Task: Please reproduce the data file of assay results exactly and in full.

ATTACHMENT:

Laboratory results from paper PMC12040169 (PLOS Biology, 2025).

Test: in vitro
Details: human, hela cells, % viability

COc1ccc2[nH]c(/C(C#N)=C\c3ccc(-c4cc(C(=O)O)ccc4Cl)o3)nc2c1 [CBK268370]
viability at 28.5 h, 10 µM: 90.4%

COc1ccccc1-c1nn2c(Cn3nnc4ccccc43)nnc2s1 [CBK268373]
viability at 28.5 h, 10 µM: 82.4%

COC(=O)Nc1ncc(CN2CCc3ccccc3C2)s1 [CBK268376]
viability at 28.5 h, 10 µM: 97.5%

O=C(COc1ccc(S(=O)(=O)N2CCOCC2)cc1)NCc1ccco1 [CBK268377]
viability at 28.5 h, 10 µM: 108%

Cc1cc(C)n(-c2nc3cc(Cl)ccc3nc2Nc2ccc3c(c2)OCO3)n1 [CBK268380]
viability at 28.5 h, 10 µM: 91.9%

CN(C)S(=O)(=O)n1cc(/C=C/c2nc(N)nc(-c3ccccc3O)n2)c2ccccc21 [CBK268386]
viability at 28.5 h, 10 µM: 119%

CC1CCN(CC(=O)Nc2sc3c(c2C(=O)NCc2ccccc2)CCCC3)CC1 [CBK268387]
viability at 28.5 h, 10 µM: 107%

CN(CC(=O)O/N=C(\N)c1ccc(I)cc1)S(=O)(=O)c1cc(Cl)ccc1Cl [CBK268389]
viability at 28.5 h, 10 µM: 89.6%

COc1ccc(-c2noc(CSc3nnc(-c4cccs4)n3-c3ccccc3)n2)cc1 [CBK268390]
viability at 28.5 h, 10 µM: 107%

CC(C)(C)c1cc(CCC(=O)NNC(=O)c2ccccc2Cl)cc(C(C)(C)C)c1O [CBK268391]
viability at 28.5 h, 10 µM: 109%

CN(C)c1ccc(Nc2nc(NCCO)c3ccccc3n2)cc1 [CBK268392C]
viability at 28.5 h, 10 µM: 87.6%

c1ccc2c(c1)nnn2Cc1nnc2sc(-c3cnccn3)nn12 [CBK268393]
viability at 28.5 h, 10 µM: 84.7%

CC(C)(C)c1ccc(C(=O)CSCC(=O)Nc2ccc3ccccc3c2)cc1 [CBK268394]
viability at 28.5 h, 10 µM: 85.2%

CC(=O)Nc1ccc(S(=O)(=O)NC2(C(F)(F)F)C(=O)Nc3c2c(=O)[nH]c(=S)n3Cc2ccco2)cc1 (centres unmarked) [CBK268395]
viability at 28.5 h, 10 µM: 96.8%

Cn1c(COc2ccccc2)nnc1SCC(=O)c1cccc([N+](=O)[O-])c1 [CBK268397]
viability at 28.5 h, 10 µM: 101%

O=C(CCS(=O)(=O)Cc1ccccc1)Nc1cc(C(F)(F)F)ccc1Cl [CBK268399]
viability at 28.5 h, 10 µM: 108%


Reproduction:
Laboratory results from paper PMC12040169 (PLOS Biology, 2025).

Test: in vitro
Details: human, hela cells, % viability

COc1ccc2[nH]c(/C(C#N)=C\c3ccc(-c4cc(C(=O)O)ccc4Cl)o3)nc2c1 [CBK268370]
viability at 28.5 h, 10 µM: 90.4%

COc1ccccc1-c1nn2c(Cn3nnc4ccccc43)nnc2s1 [CBK268373]
viability at 28.5 h, 10 µM: 82.4%

COC(=O)Nc1ncc(CN2CCc3ccccc3C2)s1 [CBK268376]
viability at 28.5 h, 10 µM: 97.5%

O=C(COc1ccc(S(=O)(=O)N2CCOCC2)cc1)NCc1ccco1 [CBK268377]
viability at 28.5 h, 10 µM: 108%

Cc1cc(C)n(-c2nc3cc(Cl)ccc3nc2Nc2ccc3c(c2)OCO3)n1 [CBK268380]
viability at 28.5 h, 10 µM: 91.9%

CN(C)S(=O)(=O)n1cc(/C=C/c2nc(N)nc(-c3ccccc3O)n2)c2ccccc21 [CBK268386]
viability at 28.5 h, 10 µM: 119%

CC1CCN(CC(=O)Nc2sc3c(c2C(=O)NCc2ccccc2)CCCC3)CC1 [CBK268387]
viability at 28.5 h, 10 µM: 107%

CN(CC(=O)O/N=C(\N)c1ccc(I)cc1)S(=O)(=O)c1cc(Cl)ccc1Cl [CBK268389]
viability at 28.5 h, 10 µM: 89.6%

COc1ccc(-c2noc(CSc3nnc(-c4cccs4)n3-c3ccccc3)n2)cc1 [CBK268390]
viability at 28.5 h, 10 µM: 107%

CC(C)(C)c1cc(CCC(=O)NNC(=O)c2ccccc2Cl)cc(C(C)(C)C)c1O [CBK268391]
viability at 28.5 h, 10 µM: 109%

CN(C)c1ccc(Nc2nc(NCCO)c3ccccc3n2)cc1 [CBK268392C]
viability at 28.5 h, 10 µM: 87.6%

c1ccc2c(c1)nnn2Cc1nnc2sc(-c3cnccn3)nn12 [CBK268393]
viability at 28.5 h, 10 µM: 84.7%

CC(C)(C)c1ccc(C(=O)CSCC(=O)Nc2ccc3ccccc3c2)cc1 [CBK268394]
viability at 28.5 h, 10 µM: 85.2%

CC(=O)Nc1ccc(S(=O)(=O)NC2(C(F)(F)F)C(=O)Nc3c2c(=O)[nH]c(=S)n3Cc2ccco2)cc1 (centres unmarked) [CBK268395]
viability at 28.5 h, 10 µM: 96.8%

Cn1c(COc2ccccc2)nnc1SCC(=O)c1cccc([N+](=O)[O-])c1 [CBK268397]
viability at 28.5 h, 10 µM: 101%

O=C(CCS(=O)(=O)Cc1ccccc1)Nc1cc(C(F)(F)F)ccc1Cl [CBK268399]
viability at 28.5 h, 10 µM: 108%